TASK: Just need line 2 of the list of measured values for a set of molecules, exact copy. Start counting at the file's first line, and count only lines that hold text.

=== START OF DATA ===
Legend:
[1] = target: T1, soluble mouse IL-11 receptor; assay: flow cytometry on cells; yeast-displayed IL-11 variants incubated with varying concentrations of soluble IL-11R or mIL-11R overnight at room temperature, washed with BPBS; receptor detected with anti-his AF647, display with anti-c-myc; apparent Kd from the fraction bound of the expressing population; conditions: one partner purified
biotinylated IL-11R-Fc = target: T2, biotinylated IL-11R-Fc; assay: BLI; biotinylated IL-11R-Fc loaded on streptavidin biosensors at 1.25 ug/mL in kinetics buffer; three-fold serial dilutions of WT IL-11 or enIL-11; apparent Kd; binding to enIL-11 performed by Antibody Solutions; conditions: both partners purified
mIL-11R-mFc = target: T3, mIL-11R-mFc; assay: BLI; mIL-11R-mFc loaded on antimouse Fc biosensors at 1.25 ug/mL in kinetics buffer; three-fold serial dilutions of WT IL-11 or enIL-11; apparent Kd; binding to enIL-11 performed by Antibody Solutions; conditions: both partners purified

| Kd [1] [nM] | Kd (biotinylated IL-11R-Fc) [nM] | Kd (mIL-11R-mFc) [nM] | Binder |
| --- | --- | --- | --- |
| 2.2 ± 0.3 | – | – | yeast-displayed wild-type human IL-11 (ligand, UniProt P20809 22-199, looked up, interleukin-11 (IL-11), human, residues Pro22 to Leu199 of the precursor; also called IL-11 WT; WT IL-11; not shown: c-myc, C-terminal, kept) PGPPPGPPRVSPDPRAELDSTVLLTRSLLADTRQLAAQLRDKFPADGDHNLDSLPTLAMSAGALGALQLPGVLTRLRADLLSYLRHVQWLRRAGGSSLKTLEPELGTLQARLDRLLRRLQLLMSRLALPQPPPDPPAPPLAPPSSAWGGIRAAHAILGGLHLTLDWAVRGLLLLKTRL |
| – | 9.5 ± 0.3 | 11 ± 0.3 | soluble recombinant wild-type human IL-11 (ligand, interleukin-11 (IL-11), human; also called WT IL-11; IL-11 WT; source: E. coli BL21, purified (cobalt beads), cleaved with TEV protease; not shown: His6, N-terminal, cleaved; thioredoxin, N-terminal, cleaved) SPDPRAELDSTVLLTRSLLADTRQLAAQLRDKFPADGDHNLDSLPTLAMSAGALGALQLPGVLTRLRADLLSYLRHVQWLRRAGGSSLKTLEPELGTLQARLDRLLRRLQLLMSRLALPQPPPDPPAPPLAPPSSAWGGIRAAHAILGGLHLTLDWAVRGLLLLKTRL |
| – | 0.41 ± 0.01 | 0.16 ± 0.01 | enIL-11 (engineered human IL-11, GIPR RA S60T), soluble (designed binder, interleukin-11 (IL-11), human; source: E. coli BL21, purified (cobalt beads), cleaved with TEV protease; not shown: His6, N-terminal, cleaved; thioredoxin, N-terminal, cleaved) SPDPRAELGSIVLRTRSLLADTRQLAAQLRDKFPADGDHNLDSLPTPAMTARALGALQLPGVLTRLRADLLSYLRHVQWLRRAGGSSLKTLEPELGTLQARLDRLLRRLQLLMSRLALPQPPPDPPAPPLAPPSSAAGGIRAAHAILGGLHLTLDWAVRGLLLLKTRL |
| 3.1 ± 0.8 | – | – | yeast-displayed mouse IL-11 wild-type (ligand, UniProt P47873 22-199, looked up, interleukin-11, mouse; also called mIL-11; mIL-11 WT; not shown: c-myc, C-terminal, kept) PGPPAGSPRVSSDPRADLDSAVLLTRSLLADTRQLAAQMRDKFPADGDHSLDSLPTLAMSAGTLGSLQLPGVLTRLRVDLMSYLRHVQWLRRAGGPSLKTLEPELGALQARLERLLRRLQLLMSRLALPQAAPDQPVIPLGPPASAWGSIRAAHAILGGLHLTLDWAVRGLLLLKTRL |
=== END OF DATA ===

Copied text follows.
[1] = target: T1, soluble mouse IL-11 receptor; assay: flow cytometry on cells; yeast-displayed IL-11 variants incubated with varying concentrations of soluble IL-11R or mIL-11R overnight at room temperature, washed with BPBS; receptor detected with anti-his AF647, display with anti-c-myc; apparent Kd from the fraction bound of the expressing population; conditions: one partner purified